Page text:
Information & Facts
The highest capital in the world, Addis Ababa's elevation
moderates monthly temperatures, and being situated on the equator,
the temperatures are very constant throughout the year. Addis has a
subtropical highland climate that is generally mild and pleasant
with average temperatures of 25 °C (77°F).
There is a large and efficient network of blue and white
minibuses that cover the city which are easy to hail from the side
of the road. The cost ranges from 0.70 Br for short trips, to 1.55
Br or more for a longer trip. It is worth having an Ethiopian guide
with you if it is your first time using these taxis. Small blue
coloured taxis are more expensive. They range from 10 Br for a very
short journey, to about 35 Br for a cross-town trek. Negotiation is
the norm and you often have to press quite hard to get a bargain as
a foreigner. They can be contracted for a full day, just negotiate.
Walking is still the preferred and more sensible method of
transport around this city though beggars can be bothersome. The
road names are few and often don't match the ones written on maps,
so it is best to navigate by using landmarks. Car hire can be
organised through international agencies in Addis Ababa and a full
valid international licence is required and the licence from
country of origin must be endorsed locally. Drivers must be a
minimum of 18 years old. Churchill Avenue is the main thoroughfare
and shopping street in Addis Ababa. Vehicle travel outside the city
after dark can be risky. Autobus Terra, near Mercato, is where most
of the national buses arrive and depart and is the main bus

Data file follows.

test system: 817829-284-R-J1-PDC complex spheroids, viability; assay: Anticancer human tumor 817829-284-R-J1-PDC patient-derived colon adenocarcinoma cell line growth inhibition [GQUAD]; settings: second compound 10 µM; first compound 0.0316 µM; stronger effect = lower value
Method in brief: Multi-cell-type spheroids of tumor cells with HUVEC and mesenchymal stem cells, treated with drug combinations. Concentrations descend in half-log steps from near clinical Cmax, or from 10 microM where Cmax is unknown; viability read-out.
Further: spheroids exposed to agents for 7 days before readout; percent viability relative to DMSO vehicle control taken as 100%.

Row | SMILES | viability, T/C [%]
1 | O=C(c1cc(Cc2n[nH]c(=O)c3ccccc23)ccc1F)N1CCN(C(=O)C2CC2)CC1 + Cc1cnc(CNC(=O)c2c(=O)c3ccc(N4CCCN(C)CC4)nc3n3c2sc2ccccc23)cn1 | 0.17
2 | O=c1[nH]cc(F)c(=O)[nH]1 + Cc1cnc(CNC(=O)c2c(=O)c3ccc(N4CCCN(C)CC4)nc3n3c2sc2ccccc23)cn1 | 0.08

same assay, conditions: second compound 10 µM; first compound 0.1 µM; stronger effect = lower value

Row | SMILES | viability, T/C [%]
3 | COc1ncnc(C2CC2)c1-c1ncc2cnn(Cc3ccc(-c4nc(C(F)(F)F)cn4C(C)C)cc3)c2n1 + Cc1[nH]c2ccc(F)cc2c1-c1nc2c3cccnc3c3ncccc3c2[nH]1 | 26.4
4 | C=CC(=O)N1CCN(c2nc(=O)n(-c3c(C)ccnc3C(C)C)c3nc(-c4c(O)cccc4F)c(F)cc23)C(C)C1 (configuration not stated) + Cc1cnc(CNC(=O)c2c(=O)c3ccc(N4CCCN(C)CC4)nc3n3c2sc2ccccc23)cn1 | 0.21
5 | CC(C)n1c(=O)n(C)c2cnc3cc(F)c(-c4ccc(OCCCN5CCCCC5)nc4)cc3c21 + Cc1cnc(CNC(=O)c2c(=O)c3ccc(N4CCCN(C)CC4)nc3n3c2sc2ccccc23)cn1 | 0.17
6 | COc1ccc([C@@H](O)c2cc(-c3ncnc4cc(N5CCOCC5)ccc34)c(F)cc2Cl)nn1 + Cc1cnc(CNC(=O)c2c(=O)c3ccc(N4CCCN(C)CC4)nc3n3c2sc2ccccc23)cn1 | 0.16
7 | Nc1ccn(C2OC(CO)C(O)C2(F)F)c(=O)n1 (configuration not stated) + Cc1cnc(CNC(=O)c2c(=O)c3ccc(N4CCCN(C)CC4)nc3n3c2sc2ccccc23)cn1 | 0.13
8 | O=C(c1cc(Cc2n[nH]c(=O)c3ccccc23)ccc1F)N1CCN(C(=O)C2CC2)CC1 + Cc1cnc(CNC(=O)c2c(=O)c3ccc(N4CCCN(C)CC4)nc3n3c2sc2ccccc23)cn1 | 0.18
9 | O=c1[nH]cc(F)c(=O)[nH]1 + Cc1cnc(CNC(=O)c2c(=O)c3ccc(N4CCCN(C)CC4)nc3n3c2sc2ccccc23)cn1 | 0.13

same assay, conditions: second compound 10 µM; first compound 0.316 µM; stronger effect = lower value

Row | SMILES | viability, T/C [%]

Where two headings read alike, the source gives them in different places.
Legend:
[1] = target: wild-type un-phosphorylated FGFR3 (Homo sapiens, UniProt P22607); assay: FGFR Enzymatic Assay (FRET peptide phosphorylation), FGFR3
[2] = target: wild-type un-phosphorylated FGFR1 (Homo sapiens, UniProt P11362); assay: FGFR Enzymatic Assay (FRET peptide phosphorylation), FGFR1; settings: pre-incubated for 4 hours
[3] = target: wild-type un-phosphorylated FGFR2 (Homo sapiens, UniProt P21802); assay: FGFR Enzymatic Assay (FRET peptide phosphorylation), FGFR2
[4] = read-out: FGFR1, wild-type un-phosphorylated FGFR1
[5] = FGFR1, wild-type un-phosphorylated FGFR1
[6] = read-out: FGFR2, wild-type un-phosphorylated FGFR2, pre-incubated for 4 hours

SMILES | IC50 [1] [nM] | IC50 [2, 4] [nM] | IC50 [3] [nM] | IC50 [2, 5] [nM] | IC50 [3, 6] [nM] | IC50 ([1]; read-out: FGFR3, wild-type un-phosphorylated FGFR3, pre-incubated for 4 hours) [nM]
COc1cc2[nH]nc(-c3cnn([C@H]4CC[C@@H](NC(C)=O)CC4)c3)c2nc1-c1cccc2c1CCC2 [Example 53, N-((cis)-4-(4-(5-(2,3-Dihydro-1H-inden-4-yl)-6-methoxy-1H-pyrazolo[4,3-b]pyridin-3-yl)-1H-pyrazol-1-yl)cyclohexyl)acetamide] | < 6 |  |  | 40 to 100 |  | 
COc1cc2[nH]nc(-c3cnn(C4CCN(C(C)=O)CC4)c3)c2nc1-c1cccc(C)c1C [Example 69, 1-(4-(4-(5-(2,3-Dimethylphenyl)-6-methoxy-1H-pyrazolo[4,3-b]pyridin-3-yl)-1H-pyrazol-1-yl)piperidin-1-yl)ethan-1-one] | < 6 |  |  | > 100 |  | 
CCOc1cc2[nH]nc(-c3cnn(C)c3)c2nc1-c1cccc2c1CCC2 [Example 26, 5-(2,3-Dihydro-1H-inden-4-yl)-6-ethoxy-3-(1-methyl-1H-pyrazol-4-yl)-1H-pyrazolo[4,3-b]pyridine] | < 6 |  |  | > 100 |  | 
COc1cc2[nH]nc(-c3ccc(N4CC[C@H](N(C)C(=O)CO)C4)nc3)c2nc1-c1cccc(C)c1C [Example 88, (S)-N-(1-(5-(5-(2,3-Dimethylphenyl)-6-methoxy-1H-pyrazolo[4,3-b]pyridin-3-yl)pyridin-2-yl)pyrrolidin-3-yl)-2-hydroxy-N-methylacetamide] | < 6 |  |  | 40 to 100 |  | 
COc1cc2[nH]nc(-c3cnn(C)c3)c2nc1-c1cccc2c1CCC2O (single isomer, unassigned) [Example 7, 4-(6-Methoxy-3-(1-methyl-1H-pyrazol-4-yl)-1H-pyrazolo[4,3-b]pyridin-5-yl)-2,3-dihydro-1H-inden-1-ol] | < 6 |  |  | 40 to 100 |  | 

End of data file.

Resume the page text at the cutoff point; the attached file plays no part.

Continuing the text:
terminal. The only working railway line runs between Addis Ababa
and Djibouti, via Dire Dawa and Harar. Travellers should be
prepared for occasional delays.
There are a few havens of peace and familiarity for children and
their parents. Chief among these are the Hilton and the Sheraton
which both have swimming pools that non-guests can use for a fee.
The food is also good there, although expensive. Kids also tend to
enjoy the Addis Ababa museum with its stuffed animals and various
curiosities. Some children will find Mercato to be a fascinating
and exciting experience; others will loathe its chaos and
congestion. In fact, much the same can be said for the whole of
Amharic is the official language, although over 80 local
languages are also spoken. English and Arabic are widely spoken as
well as some French and Italian.
The official currency is the Ethiopian Birr (ETB), which is
divided into 100 cents. Foreign currency can be exchanged at banks
and authorised hotels. Credit cards have limited usage outside of
Addis Ababa, and even in the capital they are only accepted by
major establishments. Visitors should carry a supply of travellers
cheques or hard currency with them, preferably in US dollars. ATMs
are sparse, but banks are usually open every day except Sundays
from 8am to 11am and 1pm till 4pm.
Addis is the perfect place to buy some emblematic souvenirs of
your stay in Ethiopia. Top of your shopping list is likely to be a
pack of Ethiopian coffee beans, preferably vacuum sealed to
preserve their freshness. Decorative metalwork, in the form of
crosses, and painted religious artworks on carved wooden boards are
also popular. Filigreed silver and gold jewellery is also a great
Other good buys are woven blankets and cloth, 17th century
silver Marie Therese Thaler coins, and items bearing the image of
Haile Selassie and the distinctive Rastafarian colours. If buying